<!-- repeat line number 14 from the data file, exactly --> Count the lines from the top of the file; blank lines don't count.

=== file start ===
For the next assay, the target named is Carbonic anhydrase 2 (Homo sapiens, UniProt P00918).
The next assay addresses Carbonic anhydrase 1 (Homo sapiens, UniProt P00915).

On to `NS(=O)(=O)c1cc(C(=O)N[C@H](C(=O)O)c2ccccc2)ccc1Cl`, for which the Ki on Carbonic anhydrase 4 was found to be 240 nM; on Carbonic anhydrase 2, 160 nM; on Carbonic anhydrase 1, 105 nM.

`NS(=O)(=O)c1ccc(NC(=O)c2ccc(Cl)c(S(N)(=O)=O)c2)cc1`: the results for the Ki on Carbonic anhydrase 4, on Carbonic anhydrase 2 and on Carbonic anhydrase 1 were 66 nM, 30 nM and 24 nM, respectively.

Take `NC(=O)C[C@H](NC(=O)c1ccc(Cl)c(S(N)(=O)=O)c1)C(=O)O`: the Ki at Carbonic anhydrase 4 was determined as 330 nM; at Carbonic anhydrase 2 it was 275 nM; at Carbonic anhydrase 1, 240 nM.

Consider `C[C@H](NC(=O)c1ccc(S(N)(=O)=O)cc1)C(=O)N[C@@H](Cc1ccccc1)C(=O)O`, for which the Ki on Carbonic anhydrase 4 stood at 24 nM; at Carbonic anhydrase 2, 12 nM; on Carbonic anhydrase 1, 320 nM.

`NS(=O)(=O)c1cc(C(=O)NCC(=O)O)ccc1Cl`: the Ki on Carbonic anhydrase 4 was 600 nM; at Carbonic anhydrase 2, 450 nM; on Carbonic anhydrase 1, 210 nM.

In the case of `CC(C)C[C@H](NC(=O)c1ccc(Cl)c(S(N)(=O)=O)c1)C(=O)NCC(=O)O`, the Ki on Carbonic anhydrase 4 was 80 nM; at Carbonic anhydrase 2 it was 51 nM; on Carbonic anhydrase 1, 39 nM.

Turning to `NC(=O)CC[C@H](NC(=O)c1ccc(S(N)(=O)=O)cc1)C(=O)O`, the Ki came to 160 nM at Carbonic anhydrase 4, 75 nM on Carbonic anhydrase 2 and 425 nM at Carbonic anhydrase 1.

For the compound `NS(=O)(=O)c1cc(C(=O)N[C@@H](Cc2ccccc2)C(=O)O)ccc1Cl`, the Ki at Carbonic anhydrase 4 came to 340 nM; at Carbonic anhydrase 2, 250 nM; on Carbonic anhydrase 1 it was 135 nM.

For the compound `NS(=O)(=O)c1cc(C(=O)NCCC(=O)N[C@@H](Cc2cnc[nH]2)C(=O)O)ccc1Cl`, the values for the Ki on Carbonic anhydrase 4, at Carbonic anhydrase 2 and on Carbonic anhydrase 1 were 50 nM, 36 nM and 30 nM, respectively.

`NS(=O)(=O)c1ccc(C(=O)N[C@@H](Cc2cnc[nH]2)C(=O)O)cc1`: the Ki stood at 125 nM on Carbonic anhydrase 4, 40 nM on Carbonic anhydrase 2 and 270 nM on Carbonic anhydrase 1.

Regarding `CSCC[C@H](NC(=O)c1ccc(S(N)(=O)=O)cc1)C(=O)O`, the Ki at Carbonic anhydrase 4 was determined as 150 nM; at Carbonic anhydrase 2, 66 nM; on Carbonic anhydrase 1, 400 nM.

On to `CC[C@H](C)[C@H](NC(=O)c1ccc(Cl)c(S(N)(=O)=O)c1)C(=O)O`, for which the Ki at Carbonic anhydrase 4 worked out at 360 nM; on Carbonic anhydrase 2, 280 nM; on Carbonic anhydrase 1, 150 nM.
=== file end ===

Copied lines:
On to `CC[C@H](C)[C@H](NC(=O)c1ccc(Cl)c(S(N)(=O)=O)c1)C(=O)O`, for which the Ki at Carbonic anhydrase 4 worked out at 360 nM; on Carbonic anhydrase 2, 280 nM; on Carbonic anhydrase 1, 150 nM.